One of the most tempting mental undertakings to find yourself doing during times of great market uncertainty is to look back at history for help in trying to figure out what comes next. We do this too, no doubt. It’s quite comforting to recuse ourselves of the burden of decision making, and abdicate that to the past. If we just find the right analogue from days gone by, one might be tempted to conclude, we can move far more confidently into the future.
Markets have a funny way of giving us a false sense of security, as it turns out. So looking over our shoulders for guidance is not usually beneficial to any large degree, and can also lead to some very damaging mistakes. I know this from personal experience! The past can be instructive and informative, but it should never be used as the sole input to our actions today. I believe the best investors have an ability to parse out the pieces of historical market moves and use them in the right way to make better decisions. Here at Infinium, we try everyday to use the knowledge we have gained in the past 24 years to make better decisions on your behalf. It’s a responsibility we don’t take lightly.
The 1970s seems closest to what we are seeing today, yet this is uncharted territory we find ourselves in. The spike in inflation on the back of printing trillions of dollars to save our economy is a situation we have never experienced, so sorting out what is to come is no easy task. Still, we must try and make sense of the investment landscape before us, and peer into the future to try and figure out what is next.
The J-Powell Hard Stop
Since Chairman Jerome Powell and the US Federal Reserve did a hard stop and about-face on interest rates last year, the markets have seen some really wild gyrations. We will take a look at this in a moment.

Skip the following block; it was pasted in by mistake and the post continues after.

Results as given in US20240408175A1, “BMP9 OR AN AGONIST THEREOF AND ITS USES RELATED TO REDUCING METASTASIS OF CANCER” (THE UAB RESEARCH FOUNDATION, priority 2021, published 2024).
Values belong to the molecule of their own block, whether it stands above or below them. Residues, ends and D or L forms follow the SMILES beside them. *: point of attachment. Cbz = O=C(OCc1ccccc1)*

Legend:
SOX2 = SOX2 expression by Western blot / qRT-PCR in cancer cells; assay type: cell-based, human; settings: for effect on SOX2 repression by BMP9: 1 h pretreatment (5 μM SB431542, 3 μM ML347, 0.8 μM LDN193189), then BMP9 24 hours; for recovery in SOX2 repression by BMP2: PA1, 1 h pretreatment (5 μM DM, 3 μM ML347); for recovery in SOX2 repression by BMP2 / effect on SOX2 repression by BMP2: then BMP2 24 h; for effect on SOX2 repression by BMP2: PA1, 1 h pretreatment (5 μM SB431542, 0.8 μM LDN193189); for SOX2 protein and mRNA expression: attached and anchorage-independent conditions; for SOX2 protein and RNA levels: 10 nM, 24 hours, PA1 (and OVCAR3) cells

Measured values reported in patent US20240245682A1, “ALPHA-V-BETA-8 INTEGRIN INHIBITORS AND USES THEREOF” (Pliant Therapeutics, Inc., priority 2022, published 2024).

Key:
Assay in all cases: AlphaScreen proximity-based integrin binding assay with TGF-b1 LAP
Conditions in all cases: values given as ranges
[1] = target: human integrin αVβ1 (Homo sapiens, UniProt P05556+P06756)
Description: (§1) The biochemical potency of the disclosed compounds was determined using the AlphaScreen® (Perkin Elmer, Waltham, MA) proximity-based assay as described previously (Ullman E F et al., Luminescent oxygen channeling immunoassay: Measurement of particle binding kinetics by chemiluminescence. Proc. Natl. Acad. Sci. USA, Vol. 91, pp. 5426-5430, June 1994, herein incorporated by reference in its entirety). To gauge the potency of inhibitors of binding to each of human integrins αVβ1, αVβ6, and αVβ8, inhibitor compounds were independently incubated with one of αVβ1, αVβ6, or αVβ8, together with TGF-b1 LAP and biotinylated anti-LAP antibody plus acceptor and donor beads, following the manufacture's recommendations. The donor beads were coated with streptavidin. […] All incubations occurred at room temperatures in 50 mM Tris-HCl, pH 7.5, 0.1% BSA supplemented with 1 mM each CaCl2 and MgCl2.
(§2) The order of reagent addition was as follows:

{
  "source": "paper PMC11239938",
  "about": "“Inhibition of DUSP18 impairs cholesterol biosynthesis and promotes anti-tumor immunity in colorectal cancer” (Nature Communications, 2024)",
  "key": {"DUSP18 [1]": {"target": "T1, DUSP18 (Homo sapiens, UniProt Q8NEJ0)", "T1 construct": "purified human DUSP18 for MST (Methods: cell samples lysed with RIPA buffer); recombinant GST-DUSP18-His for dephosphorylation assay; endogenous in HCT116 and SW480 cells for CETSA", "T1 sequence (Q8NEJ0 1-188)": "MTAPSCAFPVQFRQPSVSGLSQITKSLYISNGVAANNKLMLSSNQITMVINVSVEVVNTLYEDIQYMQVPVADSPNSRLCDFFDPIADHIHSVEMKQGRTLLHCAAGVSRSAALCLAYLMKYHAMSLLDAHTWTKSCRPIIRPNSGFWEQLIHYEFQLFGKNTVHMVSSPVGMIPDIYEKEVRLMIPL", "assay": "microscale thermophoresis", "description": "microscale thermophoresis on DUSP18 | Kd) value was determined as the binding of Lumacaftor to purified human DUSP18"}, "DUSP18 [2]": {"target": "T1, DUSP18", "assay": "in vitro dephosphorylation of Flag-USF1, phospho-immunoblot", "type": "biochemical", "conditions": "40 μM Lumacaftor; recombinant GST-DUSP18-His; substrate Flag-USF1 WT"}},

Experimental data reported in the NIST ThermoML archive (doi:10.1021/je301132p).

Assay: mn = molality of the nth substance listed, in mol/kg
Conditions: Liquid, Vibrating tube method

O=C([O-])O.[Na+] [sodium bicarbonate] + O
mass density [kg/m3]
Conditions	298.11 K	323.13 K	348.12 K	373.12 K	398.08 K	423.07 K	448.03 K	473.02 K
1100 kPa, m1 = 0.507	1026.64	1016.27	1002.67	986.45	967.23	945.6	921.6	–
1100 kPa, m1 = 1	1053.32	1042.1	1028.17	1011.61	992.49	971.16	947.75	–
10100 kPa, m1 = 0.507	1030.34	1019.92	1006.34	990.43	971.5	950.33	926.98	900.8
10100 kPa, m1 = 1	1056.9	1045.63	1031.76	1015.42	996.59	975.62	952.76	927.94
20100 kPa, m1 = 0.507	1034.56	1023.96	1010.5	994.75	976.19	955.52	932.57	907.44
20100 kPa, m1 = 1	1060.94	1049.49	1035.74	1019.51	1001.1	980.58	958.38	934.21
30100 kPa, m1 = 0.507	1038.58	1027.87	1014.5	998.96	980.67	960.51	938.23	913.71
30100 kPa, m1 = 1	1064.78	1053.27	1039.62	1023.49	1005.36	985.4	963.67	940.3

As we have written for the past 18 months or so, there is a big normalization happening right now in a variety of markets – stocks, bonds, cash, real estate, and alternative investments. Although the process has caused the biggest and most sustained drops in prices since the Great Financial Crisis of 2007-09, this is a healthy dynamic, and we welcome it. Sounds counter-intuitive, but from where we sit, the inter-relationship between different investment vehicles is more dependable today than it was back in 2021. Many of you have heard me say this, and it remains true; the current environment plays right into the way we build and manage portfolios.
Magnificent 7 Rule
A small collection of the largest of the large US companies have completely dominated the investment landscape in 2023. Affectionately known as ‘The Magnificent 7’ as coined by Michael Hartnett at Bank of America, they have risen a dramatic 76% since the start of 2023.
Too, as the chart below shows, they make up 7 of 503 stocks in the S&P 500 (1.4% of the total), but account for almost 30% of the move of the index. Said another way, these mega-caps, as they are called, have a massive influence on the reported performance of the S&P 500. This is not a problem when a broad group of stocks is participating in the gains (or losses) in any given year.